On the other hand, if you want to add some informal expressions when thanking your Italian friends, here are some you can add to the usual “grazie.”
|I owe you a favor.
|Ti devo un favore.
|Tee deh-voh oon fah-voh-reh
|I owe you one.
|A buon rendere.
|Ah boo-on rehn-deh-reh
|It is very nice of you.
|È molto gentile da parte tua.
|Eh moll-toh djen-tee-leh dah parr-teh too-ah
|You shouldn’t have!
|Non avresti dovuto!
|Nonn ah-vres-tee doh-voo-toh
|So kind of you!
Check out more general informal and Italian slang terms here.
How to write a thank you card or note in Italian
Here’s some help if you need to express your gratitude to a friend, family member, or business connection who lives far away. In the table below, you’ll find some thank you note examples you can take inspiration from.
Example 1 - Business, formal.
Thank you so much for your advice and time last week. I really appreciate everything you’ve done to help get this project moving forward.
La ringrazio molto per i suoi consigli e il tempo che mi ha dedicato settimana scorsa. Apprezzo moltissimo tutti i sui sforzi per fa sì che questo progetto proceda al meglio.
Example 2 - Thank you note to a friend or family member.
I thank you from the bottom of my heart for the support you’ve given me these days. You truly are special.
Sending you a hug,
Ti ringrazio di cuore per il supporto che mi hai dato in questi giorni.
Sei davvero una persona speciale.
Example 3 - Thank you note for a gift.
Thank you so much for the present, you shouldn’t have!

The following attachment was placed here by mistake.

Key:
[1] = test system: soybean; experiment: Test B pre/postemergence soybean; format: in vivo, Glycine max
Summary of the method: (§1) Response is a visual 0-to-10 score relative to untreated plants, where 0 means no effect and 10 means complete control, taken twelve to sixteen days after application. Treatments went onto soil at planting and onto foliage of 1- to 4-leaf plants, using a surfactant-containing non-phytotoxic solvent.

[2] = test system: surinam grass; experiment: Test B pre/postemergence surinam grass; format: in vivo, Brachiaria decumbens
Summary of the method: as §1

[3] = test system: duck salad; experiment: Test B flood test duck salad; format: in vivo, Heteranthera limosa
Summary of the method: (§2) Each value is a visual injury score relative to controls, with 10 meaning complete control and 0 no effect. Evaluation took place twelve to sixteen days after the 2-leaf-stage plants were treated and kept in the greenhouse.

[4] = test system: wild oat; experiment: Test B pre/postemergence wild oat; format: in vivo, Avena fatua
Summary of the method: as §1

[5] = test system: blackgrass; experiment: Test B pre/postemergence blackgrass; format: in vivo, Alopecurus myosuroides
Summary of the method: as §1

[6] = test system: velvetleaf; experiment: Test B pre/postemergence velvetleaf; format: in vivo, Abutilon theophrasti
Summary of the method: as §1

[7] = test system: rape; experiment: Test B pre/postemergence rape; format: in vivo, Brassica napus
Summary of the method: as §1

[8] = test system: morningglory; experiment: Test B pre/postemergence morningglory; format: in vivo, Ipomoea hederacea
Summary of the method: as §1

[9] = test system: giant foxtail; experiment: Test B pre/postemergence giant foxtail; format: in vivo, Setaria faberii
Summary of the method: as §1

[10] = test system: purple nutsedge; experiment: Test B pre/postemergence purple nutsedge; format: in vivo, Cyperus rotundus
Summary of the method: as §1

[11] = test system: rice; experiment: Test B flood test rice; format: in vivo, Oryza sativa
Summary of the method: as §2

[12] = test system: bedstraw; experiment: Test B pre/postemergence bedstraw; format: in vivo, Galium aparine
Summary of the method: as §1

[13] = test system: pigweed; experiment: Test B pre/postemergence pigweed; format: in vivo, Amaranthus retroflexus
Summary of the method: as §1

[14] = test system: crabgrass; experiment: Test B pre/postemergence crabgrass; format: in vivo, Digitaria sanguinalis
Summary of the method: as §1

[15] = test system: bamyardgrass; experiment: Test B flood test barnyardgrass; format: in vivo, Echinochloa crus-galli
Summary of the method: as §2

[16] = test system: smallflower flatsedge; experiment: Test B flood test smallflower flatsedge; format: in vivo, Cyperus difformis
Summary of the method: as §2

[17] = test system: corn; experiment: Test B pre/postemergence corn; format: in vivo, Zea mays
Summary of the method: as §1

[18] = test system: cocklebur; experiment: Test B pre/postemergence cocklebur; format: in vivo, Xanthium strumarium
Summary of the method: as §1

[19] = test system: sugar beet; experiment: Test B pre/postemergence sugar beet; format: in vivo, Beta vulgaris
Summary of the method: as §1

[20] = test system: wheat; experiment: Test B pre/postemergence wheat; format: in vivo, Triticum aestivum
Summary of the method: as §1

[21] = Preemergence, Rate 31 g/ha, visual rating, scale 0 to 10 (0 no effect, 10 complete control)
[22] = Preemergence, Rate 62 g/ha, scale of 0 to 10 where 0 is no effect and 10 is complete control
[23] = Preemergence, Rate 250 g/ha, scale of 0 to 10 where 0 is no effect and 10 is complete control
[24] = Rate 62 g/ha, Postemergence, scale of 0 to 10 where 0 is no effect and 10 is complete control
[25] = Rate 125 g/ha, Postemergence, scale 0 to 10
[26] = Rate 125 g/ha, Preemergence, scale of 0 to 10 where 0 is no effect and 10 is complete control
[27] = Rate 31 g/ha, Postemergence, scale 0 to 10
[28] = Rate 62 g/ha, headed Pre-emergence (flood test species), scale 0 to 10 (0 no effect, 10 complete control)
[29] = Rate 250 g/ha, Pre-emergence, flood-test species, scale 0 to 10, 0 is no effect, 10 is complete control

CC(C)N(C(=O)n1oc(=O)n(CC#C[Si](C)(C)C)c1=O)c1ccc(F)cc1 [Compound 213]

I love you.
Thanks again, and see you soon.
Grazie mille per il regalo, non dovevi!
Ti voglio bene.
Grazie ancora e a presto.
How to say you’re welcome in Italian
Let’s also look at how to answer when someone says “grazie.” Here are some of the most common ways to say you’re welcome in Italian.
Di you know that the most common way of saying you’re welcome in Italian is prego, which is the first-person singular of the verb pregare (to pray)? Of course, now it is a set expression whose meaning has nothing to do with praying!
|Both formal and informal
|Non c’è problema.
|Nonn cheh proh-bleh-mah
|Both formal and informal
|Di niente. / Di nulla.
|Dee nyen-teh/ dee noo-lah
|Both formal and informal
|No need to say thank you.
|Non c’è di che.
|Nonn cheh dee keh
|E di che?
|Eh dee keh
|Don’t mention it!
|By all means!
Often, we also answer to grazie with another grazie by adding a te/lei/voi (informal, formal and plural respectively).
- Grazie! (Thank you!)
- Grazie a te/a lei/a voi! (Thank you!)
You can also use prego to invite someone to do something: prego, si sieda (“please, have a seat”).
Italian songs with “grazie”
Max Pezzali - 883 - Grazie mille
Here’s a 90s classic by Max Pezzali, Grazie Mille is a great song to listen to if you want to feel grateful for every moment.
Gianna Nannini - Grazie
Gianna Nannini’s Grazie is a more melancholic love song.
Adriano Celentano - Grazie, Prego, Scusi
If you’re interested in Italian music, you cannot avoid listening to Adriano Celentano. Here’s a fun song that uses grazie, prego, scusi!
Mistakes to avoid when saying thank you in Italian
Be careful not to confuse grazia (grace) and grazie (thank you)! Of course, the two words come from the same root, but they shouldn’t be used interchangeably. Even if you’re thanking someone for just one thing, you still need to use grazie. (Grazia, with a capital G, is also an Italian name.)
Also, make sure you pronounce the last E. It’s not grah-tsee, but grah-tsee-eh.
Another word foreigners often mistake for grazie is gratis. This, however, means “free of charge,” so make sure you don’t use it in the wrong context, or people might think you’re trying to get a discount. Although if you get something gratis, of course, say grazie!
Grazie, a presto!
We hope you found this article on all the most common ways to say “thank you” and “you’re welcome” in Italian useful.
As usual, our best tip is to go out and practice your new vocab with native speakers and embrace making mistakes!
If you enjoyed expanding your Italian vocabulary via this free blog article lesson, you can find even more Italian blog vocabulary articles here.